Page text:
In January 2014, the Dodd-Frank Wall Street Reform and Consumer Protection Act, or the Dodd-Frank bill, became effective. The bill was passed in order to make improvements to the financial industry in light of the most recent housing and financial recession. It changes mortgage lending practices, including seller-financing, in such a way that borrowers have more protection.
The new law is applicable only to residential and owner-occupied homes. If you sell to other investors, or sell commercial property, then the new law does not apply to you. There are differences between the way in which the Dodd-Frank bill treats individuals, trusts, or estates that sell to one owner-occupant buyer in one year and those that sell to more than one purchaser in a year.
Where the seller finances one property in one year to an owner-occupant, the balloon payments are permitted, and you do not have to prove your ability to pay. Additionally, the note is required to be fixed for the first 5 years, after which time it may adjust at a maximum of 2 points per year with a cap that does not exceed 6 points higher than the original rate, which is required to be based on prime or an index, an example of which is a T-bill.
If the seller is an individual, trust, or estate that sells to more than more than one owner-occupant buyer in a year, but no greater than 3, then no balloon payments are permitted, and you are required to discover and provide proof of the buyer’s ability to pay. You are also permitted to perform up to three transactions without functioning as a mortgage loan originator, which is the equivalent of a licensed loan officer. And, as previously mentioned, the note is required to be fixed for the first 5 years, after which time it may adjust at a maximum of 2 points per year with a cap that does not exceed 6 points higher than the original rate.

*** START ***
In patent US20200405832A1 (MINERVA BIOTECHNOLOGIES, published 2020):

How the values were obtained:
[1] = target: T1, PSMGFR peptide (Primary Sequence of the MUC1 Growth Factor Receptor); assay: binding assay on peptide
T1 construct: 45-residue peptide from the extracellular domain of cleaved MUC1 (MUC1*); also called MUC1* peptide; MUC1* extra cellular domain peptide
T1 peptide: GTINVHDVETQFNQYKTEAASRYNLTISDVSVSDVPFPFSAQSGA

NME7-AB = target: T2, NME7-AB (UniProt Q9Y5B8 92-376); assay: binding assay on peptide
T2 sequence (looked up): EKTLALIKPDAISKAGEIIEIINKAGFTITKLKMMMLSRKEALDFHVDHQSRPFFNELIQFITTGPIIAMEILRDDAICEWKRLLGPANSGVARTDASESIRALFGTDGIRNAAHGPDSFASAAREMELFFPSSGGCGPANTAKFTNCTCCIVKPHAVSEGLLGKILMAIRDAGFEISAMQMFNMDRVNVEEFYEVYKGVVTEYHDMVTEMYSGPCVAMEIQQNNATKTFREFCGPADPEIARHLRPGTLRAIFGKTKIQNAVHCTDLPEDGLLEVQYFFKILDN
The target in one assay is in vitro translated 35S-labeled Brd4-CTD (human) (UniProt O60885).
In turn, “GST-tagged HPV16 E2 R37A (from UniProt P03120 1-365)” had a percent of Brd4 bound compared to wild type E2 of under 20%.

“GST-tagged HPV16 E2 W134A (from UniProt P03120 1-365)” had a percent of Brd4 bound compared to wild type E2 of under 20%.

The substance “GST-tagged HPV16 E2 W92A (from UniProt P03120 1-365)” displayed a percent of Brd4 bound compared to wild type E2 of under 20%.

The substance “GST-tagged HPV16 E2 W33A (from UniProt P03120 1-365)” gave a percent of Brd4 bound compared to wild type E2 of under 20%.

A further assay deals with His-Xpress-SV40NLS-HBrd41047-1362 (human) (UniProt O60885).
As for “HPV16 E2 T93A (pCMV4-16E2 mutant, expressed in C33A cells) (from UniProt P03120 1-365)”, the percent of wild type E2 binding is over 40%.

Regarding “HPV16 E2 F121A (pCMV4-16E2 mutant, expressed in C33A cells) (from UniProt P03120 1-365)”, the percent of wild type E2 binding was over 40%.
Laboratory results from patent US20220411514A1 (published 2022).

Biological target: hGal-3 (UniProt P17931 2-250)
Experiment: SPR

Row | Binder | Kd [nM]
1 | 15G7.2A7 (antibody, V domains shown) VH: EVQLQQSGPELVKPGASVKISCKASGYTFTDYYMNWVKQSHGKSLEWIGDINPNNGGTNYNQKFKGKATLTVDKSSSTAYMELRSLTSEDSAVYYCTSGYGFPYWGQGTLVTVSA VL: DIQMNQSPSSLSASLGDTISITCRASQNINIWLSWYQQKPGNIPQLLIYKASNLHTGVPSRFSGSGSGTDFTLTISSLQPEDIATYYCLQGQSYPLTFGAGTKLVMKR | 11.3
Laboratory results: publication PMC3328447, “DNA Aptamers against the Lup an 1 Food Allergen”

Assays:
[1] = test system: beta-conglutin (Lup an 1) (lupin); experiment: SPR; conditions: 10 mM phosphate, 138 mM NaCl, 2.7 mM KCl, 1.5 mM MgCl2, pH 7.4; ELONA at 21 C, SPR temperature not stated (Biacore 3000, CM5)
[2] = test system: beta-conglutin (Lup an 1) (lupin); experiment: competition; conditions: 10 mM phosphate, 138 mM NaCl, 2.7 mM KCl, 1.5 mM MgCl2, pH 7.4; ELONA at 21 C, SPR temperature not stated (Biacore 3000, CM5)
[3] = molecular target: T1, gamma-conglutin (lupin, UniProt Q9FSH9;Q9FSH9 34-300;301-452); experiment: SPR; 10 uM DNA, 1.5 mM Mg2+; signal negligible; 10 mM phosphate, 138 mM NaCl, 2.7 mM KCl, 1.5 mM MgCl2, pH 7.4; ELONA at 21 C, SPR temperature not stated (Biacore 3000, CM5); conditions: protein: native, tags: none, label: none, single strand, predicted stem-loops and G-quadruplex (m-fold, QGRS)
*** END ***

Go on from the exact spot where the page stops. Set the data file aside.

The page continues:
If the seller sells to more than three buyers in a year, then either the seller is required to act as a mortgage loan originator or a mortgage loan originator must be employed to carry out all transactions. The rules for such sellers are the same as those for sellers who sell to more than one owner-occupant buyer per year.
Commercial, multi-family properties with 5 or more units are unaffected by the bill, as are vacant lots or land, even in the event that the buyer plans to reside in it.
If you would like more detailed information on the ways in which the Dodd-Frank bill affects you as an investor, you should contact a business lawyer.
Last Modified: 07-09-2014 12:42 PM PDTLaw Library Disclaimer
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